In one large clinical series, TAB was confirmatory in only about one third of patients in whom GCA initially was suspected. Because of this high negative rate, and because GCA produces "skip lesions" with normal intervening segments, large (5 cm) and, if necessary, bilateral TAB specimens should be obtained.

Biopsy of the most symptomatic side should be performed first and, if frozen sections are negative, a contralateral specimen should also be obtained. In cases in which a large TAB section is obtained from the most symptomatic side and multiple thin sections obtained, diagnosis can be made in 86% of cases with a unilateral TAB.

Studies have found that bilateral biopsies do not increase the diagnostic yield in the vast majority of patients (99%).[115, 116, 117, 118] Nevertheless, most physicians with high clinical suspicion despite an initial negative biopsy would still recommend a second contralateral biopsy, given the consequences of a missed diagnosis of GCA.[119]

The clinical significance of giant cells seen on TAB in temporal arteritis is unknown. Armstrong et al found that patients whose TAB contained giant cells had 3 times the rate of blindness and polymyalgia rheumatica compared with the group with no giant cells; although the difference was not statistically significant, it does suggest an association with giant cells and more aggressive disease.[120]

Alberts et al reported that in clinical practice, bilateral temporal artery duplex ultrasonography can serve the same function as biopsy, but without subjecting patients to the potential morbidity of a surgical procedure. TAB could be reserved for cases in which the ultrasonographic result is inconsistent with the clinical picture, in which case the biopsy result, if different, might influence the treatment decision.[97]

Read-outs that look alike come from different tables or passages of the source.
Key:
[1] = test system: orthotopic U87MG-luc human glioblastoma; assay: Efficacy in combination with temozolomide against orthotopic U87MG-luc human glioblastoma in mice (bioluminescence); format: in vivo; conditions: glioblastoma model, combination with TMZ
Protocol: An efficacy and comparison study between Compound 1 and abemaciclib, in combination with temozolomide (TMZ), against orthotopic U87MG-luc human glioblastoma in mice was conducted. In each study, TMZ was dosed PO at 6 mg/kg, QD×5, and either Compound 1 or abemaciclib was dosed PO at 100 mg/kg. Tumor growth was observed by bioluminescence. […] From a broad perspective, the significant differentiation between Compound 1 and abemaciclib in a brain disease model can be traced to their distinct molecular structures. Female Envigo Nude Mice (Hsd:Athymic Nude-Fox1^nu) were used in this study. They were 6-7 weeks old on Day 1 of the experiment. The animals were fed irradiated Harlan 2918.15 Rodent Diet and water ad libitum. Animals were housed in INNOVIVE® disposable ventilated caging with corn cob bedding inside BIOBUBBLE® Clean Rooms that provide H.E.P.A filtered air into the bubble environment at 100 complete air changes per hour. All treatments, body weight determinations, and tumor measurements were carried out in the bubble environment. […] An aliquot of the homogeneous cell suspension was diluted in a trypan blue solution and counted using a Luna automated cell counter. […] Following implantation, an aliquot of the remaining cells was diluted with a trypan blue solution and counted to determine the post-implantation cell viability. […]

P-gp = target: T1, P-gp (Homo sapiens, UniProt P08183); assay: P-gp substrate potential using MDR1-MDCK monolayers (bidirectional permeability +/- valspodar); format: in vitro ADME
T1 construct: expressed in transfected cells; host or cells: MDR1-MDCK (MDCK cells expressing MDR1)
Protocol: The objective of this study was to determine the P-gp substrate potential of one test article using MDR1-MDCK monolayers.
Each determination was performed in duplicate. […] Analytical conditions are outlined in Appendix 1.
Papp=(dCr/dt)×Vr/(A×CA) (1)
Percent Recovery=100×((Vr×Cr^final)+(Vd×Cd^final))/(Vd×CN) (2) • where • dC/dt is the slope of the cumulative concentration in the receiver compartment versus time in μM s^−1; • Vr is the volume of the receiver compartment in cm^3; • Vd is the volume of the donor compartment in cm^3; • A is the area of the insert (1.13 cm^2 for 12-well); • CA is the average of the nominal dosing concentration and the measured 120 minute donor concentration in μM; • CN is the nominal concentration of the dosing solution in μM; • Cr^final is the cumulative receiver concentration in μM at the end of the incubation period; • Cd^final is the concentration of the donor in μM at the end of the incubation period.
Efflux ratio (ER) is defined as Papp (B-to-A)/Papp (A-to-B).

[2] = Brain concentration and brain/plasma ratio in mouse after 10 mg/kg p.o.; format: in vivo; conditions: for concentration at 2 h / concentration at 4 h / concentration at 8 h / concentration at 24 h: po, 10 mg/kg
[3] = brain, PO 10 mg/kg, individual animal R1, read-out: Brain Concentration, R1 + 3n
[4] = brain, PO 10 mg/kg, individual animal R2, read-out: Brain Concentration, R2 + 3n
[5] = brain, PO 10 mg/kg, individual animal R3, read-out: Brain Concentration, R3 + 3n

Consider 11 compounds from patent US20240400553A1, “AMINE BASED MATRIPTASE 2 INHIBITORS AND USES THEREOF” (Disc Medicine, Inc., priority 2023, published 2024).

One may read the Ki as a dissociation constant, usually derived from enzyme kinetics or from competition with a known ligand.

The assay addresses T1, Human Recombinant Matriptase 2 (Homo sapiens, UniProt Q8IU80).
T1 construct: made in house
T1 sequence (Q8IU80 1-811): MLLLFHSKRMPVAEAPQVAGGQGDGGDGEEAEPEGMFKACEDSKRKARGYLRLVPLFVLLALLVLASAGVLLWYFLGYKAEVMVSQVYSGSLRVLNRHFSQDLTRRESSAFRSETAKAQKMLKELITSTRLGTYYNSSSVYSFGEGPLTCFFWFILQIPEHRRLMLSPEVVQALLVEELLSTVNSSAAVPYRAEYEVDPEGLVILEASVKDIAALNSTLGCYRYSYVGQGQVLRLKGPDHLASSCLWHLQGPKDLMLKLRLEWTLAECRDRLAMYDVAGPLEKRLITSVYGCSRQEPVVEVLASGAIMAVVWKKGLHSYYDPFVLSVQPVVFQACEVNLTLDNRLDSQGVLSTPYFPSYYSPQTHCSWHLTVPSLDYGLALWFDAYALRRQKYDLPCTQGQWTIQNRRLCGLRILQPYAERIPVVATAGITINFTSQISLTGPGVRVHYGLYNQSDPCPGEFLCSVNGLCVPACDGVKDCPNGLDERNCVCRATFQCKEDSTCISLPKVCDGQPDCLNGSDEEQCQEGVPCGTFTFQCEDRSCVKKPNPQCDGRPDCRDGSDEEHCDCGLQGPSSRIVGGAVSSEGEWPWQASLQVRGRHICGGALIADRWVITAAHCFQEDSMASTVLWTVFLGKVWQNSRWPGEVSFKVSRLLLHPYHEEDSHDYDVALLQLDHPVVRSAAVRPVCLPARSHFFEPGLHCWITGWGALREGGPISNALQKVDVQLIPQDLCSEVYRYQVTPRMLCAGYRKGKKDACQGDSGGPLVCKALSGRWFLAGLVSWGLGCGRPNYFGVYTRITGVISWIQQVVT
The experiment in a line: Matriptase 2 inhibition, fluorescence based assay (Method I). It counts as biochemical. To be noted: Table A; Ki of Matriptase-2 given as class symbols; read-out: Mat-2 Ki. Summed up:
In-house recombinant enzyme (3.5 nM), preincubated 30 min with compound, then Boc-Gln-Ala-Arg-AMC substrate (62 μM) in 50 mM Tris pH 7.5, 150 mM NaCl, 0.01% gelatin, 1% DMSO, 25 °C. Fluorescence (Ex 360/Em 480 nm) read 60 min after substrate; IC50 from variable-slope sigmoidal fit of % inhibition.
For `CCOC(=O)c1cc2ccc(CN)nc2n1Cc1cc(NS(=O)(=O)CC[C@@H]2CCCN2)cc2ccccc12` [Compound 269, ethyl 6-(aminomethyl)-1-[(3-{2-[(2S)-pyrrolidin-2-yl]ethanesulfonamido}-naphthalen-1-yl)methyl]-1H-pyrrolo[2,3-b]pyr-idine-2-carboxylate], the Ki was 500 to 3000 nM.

Several clinical studies demonstrate that the likelihood of a positive TAB in patients with GCA is greatly enhanced if temporal artery pulses are absent or diminished, even in the absence of other localizing signs. The presence of a headache and jaw claudication may also increase the yield.[121]

TAB is a safe procedure; however, risks include temporary or permanent damage to the temporal branch of the facial nerve, infection, bleeding, hematoma, and dehiscence. Isolated case reports exist of ischemic stroke or skin ulceration from disruption of collateral flow from an asymptomatic carotid occlusion.

Temporal artery biopsy procedure

TAB may be performed by ophthalmologists, general surgeons, head and neck surgeons, plastic or vascular surgeons, or dermatologic surgeons. The frontal branch of the superficial temporal artery is preoperatively identified by using Doppler ultrasonography and then marked with a pen or with dye. In approximately 16% of cases, the frontal branch is atrophic or absent, in which case a biopsy should be performed on the main trunk of the superficial temporal artery using a preauricular approach.[122]

To improve the yield and to avoid complications, proper site selection is important. Focal symptoms or signs, such as erythema, tenderness, absent pulsations, arterial nodularity or swelling, inflammation, bruit, or thickening, help guide biopsy site selection and may improve the yield of the biopsy.